Reeve Spotlight: Next Steps Chicago

Posted by Reeve Staff in Daily Dose on September 01, 2017 # Research

For most of the participants in the Christopher & Dana Reeve Foundation NeuroRecovery Network (NRN), the experience becomes about much more than physical recovery.

Finding Hope

It was a chance conversation that led Jesse Hubert to learn about the NRN program at Next Steps Chicago and the opportunity she needed to move forward with her recovery.

In 2013, the single mom of a two-year-old sustained a spinal cord injury from a piece of gym equipment that broke and fell on her. The immediate repercussions were devastating.

“Everything was taken away. Everything I had pride in was gone. It was a huge blow to every part of my life,” said Hubert, an avid athlete and former ballerina. “The learning curve is real steep and the options seemed daunting.”

Hubert got off to a bumpy start, exploring very expensive rehabilitation options and waiting nine months for a wheelchair. But when the wheelchair finally arrived, the man who delivered it told her about Next Steps Chicago and she found the hope she had lost after her accident.

“I was thrilled to find Next Steps Chicago,” said Hubert who started the NRN in 2014. “I’ve had a ton of muscle recovery, mostly in my legs. I went from 92 pounds back to 115. I can stand and walk with a walker when I need to. The NRN made it so I can go back to work as a software engineer while I continue to recover.”

Perhaps most important for Hubert, she feels like she got her life and her confidence back.

“Going to Next Steps is a huge boost. I finally feel like I have someone on my side. In fact, everyone there is on my side, pushing for me,” said Hubert who has a Superman tag on her wheelchair and has participated in several Reeve Foundation events. “The trainers have truly become my friends. It is a special place. It lifts my spirits and makes me happy.”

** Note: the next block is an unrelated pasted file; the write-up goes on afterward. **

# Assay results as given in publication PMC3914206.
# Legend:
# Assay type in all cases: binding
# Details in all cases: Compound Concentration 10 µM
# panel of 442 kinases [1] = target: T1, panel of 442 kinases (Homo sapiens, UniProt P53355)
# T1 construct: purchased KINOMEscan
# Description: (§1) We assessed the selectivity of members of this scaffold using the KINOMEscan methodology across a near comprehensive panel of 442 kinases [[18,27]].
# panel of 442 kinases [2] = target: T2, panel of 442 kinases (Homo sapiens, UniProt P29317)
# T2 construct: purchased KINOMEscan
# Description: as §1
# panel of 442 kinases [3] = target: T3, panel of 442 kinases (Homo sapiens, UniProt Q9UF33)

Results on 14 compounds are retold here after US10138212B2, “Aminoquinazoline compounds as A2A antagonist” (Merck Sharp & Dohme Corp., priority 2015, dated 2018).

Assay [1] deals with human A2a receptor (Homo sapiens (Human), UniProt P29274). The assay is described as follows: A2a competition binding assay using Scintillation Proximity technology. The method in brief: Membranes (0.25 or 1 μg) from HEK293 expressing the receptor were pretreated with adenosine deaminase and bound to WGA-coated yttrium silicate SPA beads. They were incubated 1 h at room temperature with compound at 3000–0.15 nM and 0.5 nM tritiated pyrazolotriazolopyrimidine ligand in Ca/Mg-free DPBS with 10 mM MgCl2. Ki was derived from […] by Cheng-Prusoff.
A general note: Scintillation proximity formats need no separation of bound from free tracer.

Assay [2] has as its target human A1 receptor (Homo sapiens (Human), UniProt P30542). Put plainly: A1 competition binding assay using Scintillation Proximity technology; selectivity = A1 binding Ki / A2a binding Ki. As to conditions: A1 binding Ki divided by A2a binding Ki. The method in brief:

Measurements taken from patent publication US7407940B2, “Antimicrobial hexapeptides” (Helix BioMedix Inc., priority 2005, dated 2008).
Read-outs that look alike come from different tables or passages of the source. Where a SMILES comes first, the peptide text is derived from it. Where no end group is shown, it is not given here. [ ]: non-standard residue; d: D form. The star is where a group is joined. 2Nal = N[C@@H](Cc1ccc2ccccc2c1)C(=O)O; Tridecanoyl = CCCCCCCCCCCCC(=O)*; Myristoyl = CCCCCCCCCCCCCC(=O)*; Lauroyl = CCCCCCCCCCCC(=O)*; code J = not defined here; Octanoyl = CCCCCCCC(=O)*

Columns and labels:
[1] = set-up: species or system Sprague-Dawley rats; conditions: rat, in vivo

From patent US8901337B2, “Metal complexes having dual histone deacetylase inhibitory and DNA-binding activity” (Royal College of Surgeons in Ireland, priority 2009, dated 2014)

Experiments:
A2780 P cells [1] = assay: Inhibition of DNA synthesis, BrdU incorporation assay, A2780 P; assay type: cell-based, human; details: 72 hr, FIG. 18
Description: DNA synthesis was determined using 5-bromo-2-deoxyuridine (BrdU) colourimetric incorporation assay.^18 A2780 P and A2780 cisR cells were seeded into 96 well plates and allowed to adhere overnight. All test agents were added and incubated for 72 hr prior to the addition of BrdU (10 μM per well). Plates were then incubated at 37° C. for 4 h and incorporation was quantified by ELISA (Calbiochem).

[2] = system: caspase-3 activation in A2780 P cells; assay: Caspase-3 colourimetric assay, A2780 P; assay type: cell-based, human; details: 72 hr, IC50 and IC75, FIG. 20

Pursuing Goals

For Daniel Campbell, the road to recovery also included the Next Steps Chicago NRN. After breaking his neck in a 2012 accident while wrestling with a friend, Campbell started Locomotor Training about a year after his injury.

“Within weeks of my injury, I recovered my arm function and got some sensation back in my lower extremities, but I wanted to try something more aggressive to regain mobility,” said Campbell. “With Locomotor Training along with other rehabilitation activities I was pursuing at the same time, I saw recovery of more sensation as well as some functional recovery of my bladder and bowel.”

Through controlling the spasticity in his legs, Campbell progressed from a distance of two feet with a platform walker to a 197-foot personal record. Although his progress was encouraging, he also had to consider his future.

“I was accepted to a robotic engineering program at Arizona State University and I had to make a decision between school or Locomotor Training,” said Campbell. “I miss the NRN. If I have the time and access, I would absolutely seek out a place like the NRN in the future.”

Meanwhile, Campbell is already putting his education to good use in developing a device to facilitate Locomotor Training at a fraction of the cost of most machines. He has built his second prototype to test at a local therapy center.

“I have improved better than average and for that I feel lucky,” said Campbell. “The science isn’t mature yet. I’ve read the research and I believe in it. It seems solid. I want to do what I can to help.”

Focus of the Future

After a 2012 diving accident, Daniel Tsutsumi also had to learn to adjust to life with a spinal cord injury. Since starting his NRN Locomotor Training membership at Next Steps Chicago in 2013, he has regained most of his sensation and better bladder and bowel control.

“I am building more strength which allows me to be more independent, to dress myself and get in and out of my wheelchair,” said Tsutsumi. “I have strong muscle spasticity which can be functional. I’ve trained my muscles to turn on when I’m doing the Locomotor Training.”

Like Hubert and Campbell, Tsutsumi has turned his sights on the future. In the fall, he plans to return to school to finish his undergraduate degree. A physical therapy major before his injury, Tsutsumi has decided to change his career to counseling to help others who have gone through a traumatic injury.

“It’s nice to be surrounded by people in a similar situation. It’s not easy and we can support each other as we struggle and fight together,” said Tsutsumi. “In the end, I’m still going to try my hardest. I know the odds and I still press on. I don’t have a lot of control over my recovery. I can only keep going.”

The National Paralysis Resource Center website is supported by the Administration for Community Living (ACL), U.S. Department of Health and Human Services (HHS) as part of a financial assistance award totaling $8,700,000 with 100 percent funding by ACL/HHS. The contents are those of the author(s) and do not necessarily represent the official views of, nor an endorsement, by ACL/HHS, or the U.S. Government.